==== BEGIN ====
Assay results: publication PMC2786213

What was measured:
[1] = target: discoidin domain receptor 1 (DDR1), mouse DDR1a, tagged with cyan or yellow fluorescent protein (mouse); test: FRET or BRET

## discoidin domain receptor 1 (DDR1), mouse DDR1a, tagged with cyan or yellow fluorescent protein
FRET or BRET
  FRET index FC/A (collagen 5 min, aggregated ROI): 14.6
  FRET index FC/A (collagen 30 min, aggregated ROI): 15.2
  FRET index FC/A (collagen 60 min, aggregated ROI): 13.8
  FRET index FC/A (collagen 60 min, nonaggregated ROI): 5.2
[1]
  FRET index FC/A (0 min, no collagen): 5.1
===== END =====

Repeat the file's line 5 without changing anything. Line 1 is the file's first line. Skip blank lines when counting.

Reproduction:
FRET or BRET